Taylor’s emergence to the tune of 150 rushing yards including a 62-yard burner for a touchdown showed that he’s rounding into his top form just in time for playoff time. If this is a permanent fixture of the offense, this Colts team might just be the most well-rounded team in the NFL, and they’ve made that transformation at the perfect time.
I don’t get to be right very often, so when I am, I occasionally have to point it out. Back in early October, I broke down Hilton’s early play to find out if there were any indicators as to why he had struggled. My conclusion was a lack of rapport with Rivers, and Philip Rivers’ tendency to spread the ball around.
Well entering December, it seems like that rapport has been established, and Hilton has been on a tear, putting up 277 yards and 4 touchdowns in 3 weeks. As with Taylor, this emergence couldn’t come at a better time, as the Colts are in a dogfight for the division and looking to make noise in the playoffs. The Raiders were perhaps only spared more substantial damage at the hands of Hilton because of Taylor’s success on the ground.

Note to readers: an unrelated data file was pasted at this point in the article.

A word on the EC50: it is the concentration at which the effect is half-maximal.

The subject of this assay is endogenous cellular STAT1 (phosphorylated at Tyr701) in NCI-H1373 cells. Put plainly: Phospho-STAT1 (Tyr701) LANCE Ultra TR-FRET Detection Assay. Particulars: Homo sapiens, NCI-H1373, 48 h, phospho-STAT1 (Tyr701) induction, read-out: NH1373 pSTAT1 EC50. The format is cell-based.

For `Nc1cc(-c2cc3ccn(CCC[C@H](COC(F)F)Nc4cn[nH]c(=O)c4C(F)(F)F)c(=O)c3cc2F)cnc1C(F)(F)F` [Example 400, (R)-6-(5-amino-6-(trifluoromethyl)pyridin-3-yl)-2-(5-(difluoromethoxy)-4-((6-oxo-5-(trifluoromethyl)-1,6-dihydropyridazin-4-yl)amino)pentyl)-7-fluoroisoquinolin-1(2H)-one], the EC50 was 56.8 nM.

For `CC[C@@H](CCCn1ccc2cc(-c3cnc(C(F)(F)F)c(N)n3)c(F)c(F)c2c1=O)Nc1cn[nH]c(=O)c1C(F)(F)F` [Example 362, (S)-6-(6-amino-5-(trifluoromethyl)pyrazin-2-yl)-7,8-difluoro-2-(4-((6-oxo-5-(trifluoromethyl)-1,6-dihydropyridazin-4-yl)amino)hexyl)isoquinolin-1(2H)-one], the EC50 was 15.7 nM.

Returning after suffering back and quad injuries, Willis made his presence felt in a big way Sunday afternoon. Willis has been one of the best defensive players on a very good defense and hasn’t gotten nearly enough credit for his excellent play against the run, and solid defense against the pass.
Against the Raiders, Willis turned what was becoming a lopsided game into a total blowout with his pick sick late in the 4th quarter. On first glance, it looks like a gimme interception. Derek Carr hits his receiver with a short pass, and Willis is coming down hard, having read the play and looking to make a big hit on the receiver. The ball bounces off Richard, and Willis has the presence of mind to wrangle the ball in and take it to the house. This is one that would have been easy to overrun, and a really great example of concentration and presence of mind. Add to his night a couple passes defended and 6 tackles, and you’ve got a pretty great return.